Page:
Respondent New Hampshire Department of Administrative Services (appealed a Superior Court order that granted summary judgment in favor of petitioner CaremarkPCS Health, LLC (Caremark). In 2010, the Department issued a Request for Proposals (RFP) for pharmacy benefit management services for the State of New Hampshire’s health plan. In response to the RFP, Caremark submitted a bid, which ultimately led to a final negotiated contract with the Department. The Governor and Executive Council approved the contract on November 17, 2010. Both the bid and final contract included statements to the effect that certain information set forth in those documents is proprietary and constitutes trade secrets of Caremark. In 2011, the Department received multiple requests to inspect and copy Caremark’s bid and the final contract. Two of the requests were made by Caremark’s competitors. Caremark, after being informed by the Department of the requests, responded that certain confidential information contained in the bid and final contract was exempt from disclosure under the Right-to-Know Law. The parties disputed whether certain information was subject to disclosure. The trial court ruled that certain information constituting trade secrets under the New Hampshire Uniform Trade Secrets Acts (UTSA) was exempt from disclosure under the Right-to-Know Law. Specifically, the trial court ruled that disclosure of Caremark’s trade secrets by the Department would constitute a “misappropriation” under the UTSA and, therefore, that the subject information is exempt from disclosure under the Right-to-Know Law. On appeal, the Department argued that the trial court erred in finding that the UTSA prohibited the Department from disclosing Caremark’s trade secrets under the “otherwise prohibited by statute” exemption in RSA 91-A:4, I. Finding no error, the Supreme Court affirmed. View "CaremarkPCS Health, LLC v. New Hampshire Dept. of Admin. Svc." on Justia Law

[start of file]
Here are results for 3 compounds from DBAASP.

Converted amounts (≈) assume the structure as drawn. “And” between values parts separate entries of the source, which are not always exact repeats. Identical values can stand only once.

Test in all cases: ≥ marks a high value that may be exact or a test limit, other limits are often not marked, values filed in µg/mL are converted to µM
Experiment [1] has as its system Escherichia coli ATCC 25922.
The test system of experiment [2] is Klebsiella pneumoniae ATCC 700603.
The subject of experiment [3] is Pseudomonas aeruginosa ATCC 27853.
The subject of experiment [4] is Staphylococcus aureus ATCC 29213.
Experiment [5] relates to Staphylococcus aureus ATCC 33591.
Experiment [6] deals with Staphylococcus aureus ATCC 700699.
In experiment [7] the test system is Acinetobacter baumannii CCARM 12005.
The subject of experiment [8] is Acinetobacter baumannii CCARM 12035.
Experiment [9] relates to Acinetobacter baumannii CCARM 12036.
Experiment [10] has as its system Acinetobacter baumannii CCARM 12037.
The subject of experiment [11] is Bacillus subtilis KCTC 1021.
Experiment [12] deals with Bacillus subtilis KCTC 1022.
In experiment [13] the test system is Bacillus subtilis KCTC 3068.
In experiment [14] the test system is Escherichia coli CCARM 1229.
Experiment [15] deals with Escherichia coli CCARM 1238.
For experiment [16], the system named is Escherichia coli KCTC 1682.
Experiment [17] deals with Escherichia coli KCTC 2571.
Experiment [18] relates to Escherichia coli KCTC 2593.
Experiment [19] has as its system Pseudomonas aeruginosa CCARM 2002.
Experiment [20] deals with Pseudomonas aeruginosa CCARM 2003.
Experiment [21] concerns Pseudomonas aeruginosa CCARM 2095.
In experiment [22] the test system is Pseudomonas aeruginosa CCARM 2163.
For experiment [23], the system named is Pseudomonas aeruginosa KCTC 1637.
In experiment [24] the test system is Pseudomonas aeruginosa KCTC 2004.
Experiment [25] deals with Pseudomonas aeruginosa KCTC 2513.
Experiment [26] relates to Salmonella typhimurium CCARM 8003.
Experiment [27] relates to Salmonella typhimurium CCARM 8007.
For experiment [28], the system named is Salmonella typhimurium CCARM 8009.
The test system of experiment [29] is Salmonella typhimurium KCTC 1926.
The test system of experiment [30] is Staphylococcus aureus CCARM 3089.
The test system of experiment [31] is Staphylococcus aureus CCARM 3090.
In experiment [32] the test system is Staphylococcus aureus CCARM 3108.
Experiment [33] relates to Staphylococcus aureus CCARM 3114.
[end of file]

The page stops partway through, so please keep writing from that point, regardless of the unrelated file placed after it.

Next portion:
by
Petitioner Wayne Kassotis appealed a Superior Court decision dismissing his complaint, arising from the nonrenewal of his employment contract to remain as the Town of Fitzwilliam's Chief of Police. Petitioner filed a complaint against the Town seeking, among other things, reinstatement as Chief of Police, damages, costs, and attorney’s fees, for the Town’s alleged failure to comply with RSA 105:2-a, which provided procedural protections to appointed chiefs of police who are "dismiss[ed]." The Town moved to dismiss, arguing that, "[b]ecause the Petitioner was not dismissed, RSA 105:2-a does not apply, and he fails to state a claim for relief." The trial court granted the Town’s motion on the basis that "the provisions of RSA 105:2-a are inapplicable to the [Town’s] decision not to renew the employment contract." Finding no reversible error, the Supreme Court affirmed. View "Kassotis v. Town of Fitzwilliam" on Justia Law

by